The goal of treatment for hypereosinophilic syndrome is to reduce the numbers of eosinophils in your body and prevent tissue damage, especially to your heart. Your treatment depends on your symptoms, the severity of your condition and the cause of your HES.
April 28, 2015
- Watchful waiting. If you have no symptoms and your eosinophil count is low enough, your doctor may opt for a "wait and see" approach. Your condition will then be closely monitored for any changes related to HES.
- Prednisone. Generally, if you don't have the FIP1L1-PDGFRA gene mutation, you'll initially be treated with prednisone, a corticosteroid, which is gradually tapered to the lowest dose that controls the eosinophil count. If a high dose of prednisone is needed, steroid-sparing medications are added to avoid the side effects. Prednisone side effects may include mood swings, high blood pressure and increased risk of infections.
- Protein-tyrosine kinase inhibitor. If you have the FIP1L1-PDGFRA gene mutation, you have, by definition, chronic eosinophilic leukemia. You'll need treatment with imatinib mesylate (Gleevec), a type of drug known as a protein-tyrosine kinase inhibitor. Imatinib mesylate slows the growth of cancer cells and is almost 100 percent effective, especially for men.
- Hypereosinophilic syndrome (HES). American Academy of Allergy, Asthma and Immunology. http://www.aaaai.org/conditions-and-treatments/related-conditions/hypereosinophilic-syndrome.aspx. Accessed Jan. 29, 2015.
- AskMayoExpert. What is the definition of the hypereosinophilic syndrome? Rochester, Minn.: Mayo Foundation for Medical Education and Research; 2015.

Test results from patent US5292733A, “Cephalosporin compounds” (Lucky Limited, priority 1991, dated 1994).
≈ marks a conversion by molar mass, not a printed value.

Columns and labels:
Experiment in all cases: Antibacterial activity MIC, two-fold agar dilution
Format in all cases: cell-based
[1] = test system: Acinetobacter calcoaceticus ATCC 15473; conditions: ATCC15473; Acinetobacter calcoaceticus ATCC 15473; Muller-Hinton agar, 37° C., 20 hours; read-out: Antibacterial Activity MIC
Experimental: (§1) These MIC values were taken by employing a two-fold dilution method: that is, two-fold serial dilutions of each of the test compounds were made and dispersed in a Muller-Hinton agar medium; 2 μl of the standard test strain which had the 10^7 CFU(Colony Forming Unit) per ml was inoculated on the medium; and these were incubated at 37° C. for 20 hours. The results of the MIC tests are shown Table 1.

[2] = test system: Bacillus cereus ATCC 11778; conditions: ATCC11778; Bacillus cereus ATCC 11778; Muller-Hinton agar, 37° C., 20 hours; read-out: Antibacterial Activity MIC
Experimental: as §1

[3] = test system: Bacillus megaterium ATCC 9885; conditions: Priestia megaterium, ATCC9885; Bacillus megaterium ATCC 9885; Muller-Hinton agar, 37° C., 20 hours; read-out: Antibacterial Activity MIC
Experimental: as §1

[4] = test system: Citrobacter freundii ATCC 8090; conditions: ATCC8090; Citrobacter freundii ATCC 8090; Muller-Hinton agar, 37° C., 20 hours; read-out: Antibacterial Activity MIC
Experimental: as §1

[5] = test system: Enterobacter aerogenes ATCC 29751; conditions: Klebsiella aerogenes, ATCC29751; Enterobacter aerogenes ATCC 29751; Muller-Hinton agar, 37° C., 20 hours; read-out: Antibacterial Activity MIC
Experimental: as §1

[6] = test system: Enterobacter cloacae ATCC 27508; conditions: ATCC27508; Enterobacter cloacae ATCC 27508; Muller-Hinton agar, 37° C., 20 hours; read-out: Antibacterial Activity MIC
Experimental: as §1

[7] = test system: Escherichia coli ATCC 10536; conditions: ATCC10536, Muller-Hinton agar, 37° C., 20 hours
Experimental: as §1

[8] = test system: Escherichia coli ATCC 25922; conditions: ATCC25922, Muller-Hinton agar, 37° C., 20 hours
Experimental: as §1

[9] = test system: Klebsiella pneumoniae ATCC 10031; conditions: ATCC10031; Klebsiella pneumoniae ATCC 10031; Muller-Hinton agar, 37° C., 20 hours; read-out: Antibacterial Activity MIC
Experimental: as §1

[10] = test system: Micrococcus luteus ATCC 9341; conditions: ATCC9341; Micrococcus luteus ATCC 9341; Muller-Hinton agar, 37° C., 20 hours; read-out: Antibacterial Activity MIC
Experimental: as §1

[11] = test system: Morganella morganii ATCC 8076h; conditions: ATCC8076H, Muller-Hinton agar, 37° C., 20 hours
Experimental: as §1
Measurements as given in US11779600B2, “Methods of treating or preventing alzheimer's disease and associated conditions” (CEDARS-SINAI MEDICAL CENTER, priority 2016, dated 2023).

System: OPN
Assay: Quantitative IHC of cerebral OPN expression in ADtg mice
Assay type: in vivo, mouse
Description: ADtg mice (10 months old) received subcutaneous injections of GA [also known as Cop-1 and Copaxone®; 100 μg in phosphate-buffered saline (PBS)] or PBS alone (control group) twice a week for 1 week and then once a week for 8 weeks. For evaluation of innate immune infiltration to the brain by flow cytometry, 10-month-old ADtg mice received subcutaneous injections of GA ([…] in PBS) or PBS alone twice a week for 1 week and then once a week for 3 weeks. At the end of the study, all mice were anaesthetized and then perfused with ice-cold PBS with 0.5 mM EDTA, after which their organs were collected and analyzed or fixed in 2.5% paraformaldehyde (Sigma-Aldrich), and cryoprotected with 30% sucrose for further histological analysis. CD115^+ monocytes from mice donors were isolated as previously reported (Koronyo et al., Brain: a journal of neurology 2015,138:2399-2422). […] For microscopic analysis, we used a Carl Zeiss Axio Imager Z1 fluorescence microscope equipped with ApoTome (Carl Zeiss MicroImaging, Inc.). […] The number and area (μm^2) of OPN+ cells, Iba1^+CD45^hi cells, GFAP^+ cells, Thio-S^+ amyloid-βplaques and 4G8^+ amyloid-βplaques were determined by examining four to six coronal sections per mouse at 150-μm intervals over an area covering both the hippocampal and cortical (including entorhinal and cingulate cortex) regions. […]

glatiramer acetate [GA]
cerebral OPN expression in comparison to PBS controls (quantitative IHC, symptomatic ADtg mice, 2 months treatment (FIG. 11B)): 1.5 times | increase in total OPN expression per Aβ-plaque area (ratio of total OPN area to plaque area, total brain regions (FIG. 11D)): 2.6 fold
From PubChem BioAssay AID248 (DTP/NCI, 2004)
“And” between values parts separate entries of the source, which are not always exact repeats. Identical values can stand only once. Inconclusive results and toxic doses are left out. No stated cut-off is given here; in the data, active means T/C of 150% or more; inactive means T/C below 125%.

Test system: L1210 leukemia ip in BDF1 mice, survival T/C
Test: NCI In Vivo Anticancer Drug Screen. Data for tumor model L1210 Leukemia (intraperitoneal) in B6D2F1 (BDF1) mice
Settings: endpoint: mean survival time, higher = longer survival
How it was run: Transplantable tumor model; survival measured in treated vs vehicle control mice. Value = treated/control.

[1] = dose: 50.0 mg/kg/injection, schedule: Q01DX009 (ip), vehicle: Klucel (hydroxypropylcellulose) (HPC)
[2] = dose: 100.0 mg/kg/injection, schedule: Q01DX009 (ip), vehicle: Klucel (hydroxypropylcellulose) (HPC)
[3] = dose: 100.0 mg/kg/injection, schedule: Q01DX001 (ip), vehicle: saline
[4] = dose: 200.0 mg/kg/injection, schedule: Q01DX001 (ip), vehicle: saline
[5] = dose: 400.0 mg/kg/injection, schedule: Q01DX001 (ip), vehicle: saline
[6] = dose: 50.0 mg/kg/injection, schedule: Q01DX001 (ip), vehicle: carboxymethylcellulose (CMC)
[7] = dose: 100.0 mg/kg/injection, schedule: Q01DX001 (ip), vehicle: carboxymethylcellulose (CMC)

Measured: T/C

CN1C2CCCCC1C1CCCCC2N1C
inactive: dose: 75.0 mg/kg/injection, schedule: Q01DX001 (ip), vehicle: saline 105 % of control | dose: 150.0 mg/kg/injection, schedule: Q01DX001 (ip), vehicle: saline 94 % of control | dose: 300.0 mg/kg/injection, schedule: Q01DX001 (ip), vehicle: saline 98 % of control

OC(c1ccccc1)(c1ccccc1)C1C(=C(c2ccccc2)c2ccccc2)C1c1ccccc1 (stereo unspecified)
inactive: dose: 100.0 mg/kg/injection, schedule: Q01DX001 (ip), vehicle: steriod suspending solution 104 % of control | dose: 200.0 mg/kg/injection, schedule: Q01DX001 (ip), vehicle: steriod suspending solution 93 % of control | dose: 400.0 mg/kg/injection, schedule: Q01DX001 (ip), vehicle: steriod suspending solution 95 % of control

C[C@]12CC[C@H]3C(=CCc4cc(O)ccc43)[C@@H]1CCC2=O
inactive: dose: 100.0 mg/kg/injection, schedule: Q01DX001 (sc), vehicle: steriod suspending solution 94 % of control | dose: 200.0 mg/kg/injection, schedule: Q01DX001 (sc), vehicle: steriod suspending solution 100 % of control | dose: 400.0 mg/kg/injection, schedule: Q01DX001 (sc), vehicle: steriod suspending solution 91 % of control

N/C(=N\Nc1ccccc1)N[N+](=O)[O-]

- Eosinophilia. The Merck Manual Professional Edition. http://www.merckmanuals.com/professional/hematology_and_oncology/eosinophilic_disorders/hyper eosinophilic_syndrome.html. Accessed Jan. 29, 2015.
- Roufosse F, et al. Clinical manifestations, pathophysiology, and diagnosis of the hypereosinophilic syndromes. http://www.uptodate.com/home. Jan. 29, 2015.
- Roufosse F, et al. Treatment of the hypereosinophilic syndromes. http://www.uptodate.com/home. Jan. 29, 2015.
- Gotlib J. World Health Organization-defined eosinophilic disorders: 2014 update on diagnosis, risk stratification, and management. American Journal of Hematology. 2014; 89:325-37.
- Golden AK. Decision Support System. Mayo Clinic, Rochester, Minn. Feb.12, 2015.
- Kita, H. Alternaria and ribonucleases in Th2-type immunity. National Institutes of Health. http://projectreporter.nih.gov/. Accessed March 17, 2015.
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